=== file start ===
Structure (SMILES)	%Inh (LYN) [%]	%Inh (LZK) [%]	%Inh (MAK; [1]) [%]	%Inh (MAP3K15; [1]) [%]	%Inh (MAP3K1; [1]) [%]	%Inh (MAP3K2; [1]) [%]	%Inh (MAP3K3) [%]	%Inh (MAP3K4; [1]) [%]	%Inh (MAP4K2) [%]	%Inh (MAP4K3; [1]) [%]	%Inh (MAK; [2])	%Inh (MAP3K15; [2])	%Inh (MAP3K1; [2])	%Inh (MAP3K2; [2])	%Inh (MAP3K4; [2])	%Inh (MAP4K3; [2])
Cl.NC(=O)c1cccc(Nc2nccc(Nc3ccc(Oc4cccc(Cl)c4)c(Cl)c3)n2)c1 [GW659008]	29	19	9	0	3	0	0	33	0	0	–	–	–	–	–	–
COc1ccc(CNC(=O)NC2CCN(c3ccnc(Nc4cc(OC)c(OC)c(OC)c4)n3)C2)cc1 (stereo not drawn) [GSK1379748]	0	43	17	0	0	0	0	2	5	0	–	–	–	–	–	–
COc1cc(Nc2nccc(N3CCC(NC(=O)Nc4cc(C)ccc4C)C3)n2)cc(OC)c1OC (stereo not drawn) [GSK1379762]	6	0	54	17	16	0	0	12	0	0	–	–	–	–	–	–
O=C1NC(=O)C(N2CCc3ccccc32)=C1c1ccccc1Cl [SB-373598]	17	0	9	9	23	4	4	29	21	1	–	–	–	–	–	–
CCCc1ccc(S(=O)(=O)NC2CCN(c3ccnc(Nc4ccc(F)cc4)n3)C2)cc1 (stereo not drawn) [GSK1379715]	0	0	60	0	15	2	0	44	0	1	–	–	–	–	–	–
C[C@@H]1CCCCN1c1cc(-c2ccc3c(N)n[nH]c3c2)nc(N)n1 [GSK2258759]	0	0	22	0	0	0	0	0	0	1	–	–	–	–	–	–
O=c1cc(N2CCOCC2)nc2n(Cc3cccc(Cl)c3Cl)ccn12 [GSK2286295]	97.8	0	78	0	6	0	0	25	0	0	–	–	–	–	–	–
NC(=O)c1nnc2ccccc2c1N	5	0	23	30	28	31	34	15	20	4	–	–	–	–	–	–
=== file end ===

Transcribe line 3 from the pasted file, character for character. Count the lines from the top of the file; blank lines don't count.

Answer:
COc1ccc(CNC(=O)NC2CCN(c3ccnc(Nc4cc(OC)c(OC)c(OC)c4)n3)C2)cc1 (stereo not drawn) [GSK1379748]	0	43	17	0	0	0	0	2	5	0	–	–	–	–	–	–